Restructure for growth and development

It’s time to rethink higher education and its relationship with financial independence

May 14, 2021 05:13 pm | Updated July 06, 2022 12:37 pm IST



Education has long been touted to play a key role in reducing socio-economic inequalities. Multiple studies, both in India and abroad, have reaffirmed the belief that higher education leads to better financial outcomes. An entire generation was raised on the premise that education would be their ticket to financial independence. Fuelled by massive public and private funding, gross enrolment ratios increased significantly across the globe.

However, things haven’t exactly gone to plan. Student loan debt in the U.S. is the second biggest consumer debt category with nearly 10.8% NPAs; closer home in India, banks are staring at the prospect of writing off one in every 10 loans. This is primarily due to the students’ inability to service their education loan debts with their salaries; that is, if they manage to secure a job to start with. In the U.S., student debt is cited by Gen Z and millennials as a reason for delaying key life milestones like family planning, buying a home, or even taking risks because of the lack of financial flexibility. This also has long-term negative consequences for the economy and society. The apparent dichotomy is best explained by the fact that not all education is equal. Higher education is in dire need of reforms to ensure that it helps improve one’s standard of living and overall quality of life.

Quality and employability

Aligning the cost of education with the quality of the product is the first step. Assessing the quality of education through an employability lens will ensure that we are addressing the ‘unemployable graduates’ problem. Universities have an incentive to misreport employability information, as it helps them fill the seats. An employability scorecard, similar to the Annual Status of Education Report (ASER) by NGO Pratham, developed by an independent body can go a long way in helping students make an informed decision. The same can be used for continued accreditation of universities.

Universities must ensure a superior quality end product. Funding for the higher education sector should be in the form of outcome-linked impact investment bonds. Furthermore, universities should be a part of any model education loan scheme where they are on the hook for loan defaults arising due to unemployability. Some universities in the U.S. and alternate education providers are already offering Income Sharing Agreements (ISA) where the interests of the student and university are aligned. These should be the de facto funding programmes for prospective students.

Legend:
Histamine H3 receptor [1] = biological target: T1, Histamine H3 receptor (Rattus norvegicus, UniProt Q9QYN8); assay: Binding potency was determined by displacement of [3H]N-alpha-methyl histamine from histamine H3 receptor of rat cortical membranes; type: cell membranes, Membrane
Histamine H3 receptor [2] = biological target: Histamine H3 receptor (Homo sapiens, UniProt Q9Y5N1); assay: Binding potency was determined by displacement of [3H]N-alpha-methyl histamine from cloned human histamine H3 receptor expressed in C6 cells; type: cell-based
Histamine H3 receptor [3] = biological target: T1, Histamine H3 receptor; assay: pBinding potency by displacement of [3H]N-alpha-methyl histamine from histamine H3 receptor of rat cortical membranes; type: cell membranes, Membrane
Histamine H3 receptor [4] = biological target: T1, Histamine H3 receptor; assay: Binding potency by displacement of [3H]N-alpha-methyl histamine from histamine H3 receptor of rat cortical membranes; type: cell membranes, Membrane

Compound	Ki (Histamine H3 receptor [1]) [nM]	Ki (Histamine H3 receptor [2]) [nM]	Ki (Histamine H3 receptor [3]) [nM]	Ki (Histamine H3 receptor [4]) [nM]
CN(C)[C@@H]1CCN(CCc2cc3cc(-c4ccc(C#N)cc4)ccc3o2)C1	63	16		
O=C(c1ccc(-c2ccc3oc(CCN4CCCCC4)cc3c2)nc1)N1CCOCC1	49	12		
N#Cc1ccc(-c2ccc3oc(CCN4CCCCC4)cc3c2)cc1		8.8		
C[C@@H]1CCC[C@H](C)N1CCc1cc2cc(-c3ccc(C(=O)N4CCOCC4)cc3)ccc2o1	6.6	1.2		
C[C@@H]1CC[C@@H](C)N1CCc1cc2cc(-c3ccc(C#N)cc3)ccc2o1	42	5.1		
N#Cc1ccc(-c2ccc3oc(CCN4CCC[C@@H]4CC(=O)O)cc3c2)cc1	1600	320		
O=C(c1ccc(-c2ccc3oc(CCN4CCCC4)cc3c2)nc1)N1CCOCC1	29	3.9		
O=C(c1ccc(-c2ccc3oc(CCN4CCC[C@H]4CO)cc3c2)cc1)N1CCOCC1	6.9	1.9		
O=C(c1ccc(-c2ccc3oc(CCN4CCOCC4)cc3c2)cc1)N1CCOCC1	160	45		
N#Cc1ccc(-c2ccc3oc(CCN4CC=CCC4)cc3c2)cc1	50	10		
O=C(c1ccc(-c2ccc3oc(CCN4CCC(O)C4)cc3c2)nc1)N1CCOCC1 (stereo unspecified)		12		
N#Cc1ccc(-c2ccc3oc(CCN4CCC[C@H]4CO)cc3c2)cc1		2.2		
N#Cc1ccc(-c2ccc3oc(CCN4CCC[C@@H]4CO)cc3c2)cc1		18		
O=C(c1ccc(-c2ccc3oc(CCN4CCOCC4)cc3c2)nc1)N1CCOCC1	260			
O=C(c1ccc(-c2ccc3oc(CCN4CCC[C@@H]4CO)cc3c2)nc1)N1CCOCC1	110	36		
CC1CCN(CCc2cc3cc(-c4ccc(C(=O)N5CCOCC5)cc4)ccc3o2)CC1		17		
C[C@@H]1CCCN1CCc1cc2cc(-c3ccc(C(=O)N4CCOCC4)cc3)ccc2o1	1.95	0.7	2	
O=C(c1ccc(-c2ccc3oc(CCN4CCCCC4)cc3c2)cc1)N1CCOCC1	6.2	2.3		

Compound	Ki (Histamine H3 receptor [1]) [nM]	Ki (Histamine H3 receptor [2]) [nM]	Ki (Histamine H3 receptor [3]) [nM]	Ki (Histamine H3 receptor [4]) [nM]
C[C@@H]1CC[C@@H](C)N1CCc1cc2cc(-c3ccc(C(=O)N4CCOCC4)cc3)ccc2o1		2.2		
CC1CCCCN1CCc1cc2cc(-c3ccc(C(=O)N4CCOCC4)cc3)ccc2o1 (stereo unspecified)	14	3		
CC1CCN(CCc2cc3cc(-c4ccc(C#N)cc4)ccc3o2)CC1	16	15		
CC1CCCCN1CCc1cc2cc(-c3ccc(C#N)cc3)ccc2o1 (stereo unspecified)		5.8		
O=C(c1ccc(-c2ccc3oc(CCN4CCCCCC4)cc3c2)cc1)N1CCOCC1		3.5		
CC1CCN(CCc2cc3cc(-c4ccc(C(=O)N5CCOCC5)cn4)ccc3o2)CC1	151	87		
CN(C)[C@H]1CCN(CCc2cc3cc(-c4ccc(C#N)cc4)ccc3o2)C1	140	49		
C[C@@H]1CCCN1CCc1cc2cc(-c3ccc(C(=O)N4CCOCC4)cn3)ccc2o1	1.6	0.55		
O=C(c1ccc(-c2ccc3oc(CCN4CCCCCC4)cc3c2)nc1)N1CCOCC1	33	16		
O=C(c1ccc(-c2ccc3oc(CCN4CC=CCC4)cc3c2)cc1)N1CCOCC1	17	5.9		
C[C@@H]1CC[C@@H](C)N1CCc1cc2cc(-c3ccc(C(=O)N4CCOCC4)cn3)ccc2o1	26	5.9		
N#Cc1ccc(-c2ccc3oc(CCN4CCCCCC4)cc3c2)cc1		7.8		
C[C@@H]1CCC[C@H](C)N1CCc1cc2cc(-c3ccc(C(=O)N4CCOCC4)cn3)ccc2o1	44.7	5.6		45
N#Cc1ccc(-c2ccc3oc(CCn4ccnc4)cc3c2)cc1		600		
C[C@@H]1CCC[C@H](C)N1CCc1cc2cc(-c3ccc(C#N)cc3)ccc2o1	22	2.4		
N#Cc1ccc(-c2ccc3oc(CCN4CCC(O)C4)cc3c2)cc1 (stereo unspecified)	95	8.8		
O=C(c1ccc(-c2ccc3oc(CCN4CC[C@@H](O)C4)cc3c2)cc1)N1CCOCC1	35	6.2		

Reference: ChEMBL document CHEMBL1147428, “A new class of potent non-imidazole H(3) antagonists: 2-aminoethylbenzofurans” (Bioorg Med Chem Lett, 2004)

Students prioritise employability when selecting universities. With the rapid changes in technology upending traditional business models, future jobs are not yet defined. Therefore, programmes need to be designed with continuous feedback from the industry. Thus the future of higher education will not be limited to a three- or four-year degree programmes; instead, it will be a life-long learning experience. Institutes will have to change their revenue model from an upfront fee model to either a subscription model or education in smaller modules.

The core curriculum will focus on creative thinking and problem-solving skills, and developing an entrepreneurial mindset. Students can then enroll in programmes on an as-needed basis, breaking down the system of traditional degree programmes. This in turn will increase affordability for the broader population, who will not be burdened with debt that they find hard to justify and even harder to repay. Indian universities can also learn from their international counterparts when it comes to multi-disciplinary programmes with an emphasis on liberal arts and other soft skills.

One would be certainly remiss if the need for the inclusion of basic financial education in higher education is not included in any discussion of rethinking higher education. A higher salary does not necessarily lead to financial independence. Lack of basic financial understanding results in many individuals struggling with investment and saving decisions, thereby jeopardising their prospects.

Investment in education is made with the expectation that it will lead to a brighter future in terms of professional and personal growth. However, it is time to retire the misplaced notion that a degree equals knowledge. We need to ensure that the institutes of higher education provide a breeding ground for creativity, allowing individuals to explore their potential. It is even more important in the Indian context to get this right to benefit from the demographic dividend rather than it acting as a trigger point for massive unrest down the line.

The writer is Founder & CEO, GyanDhan

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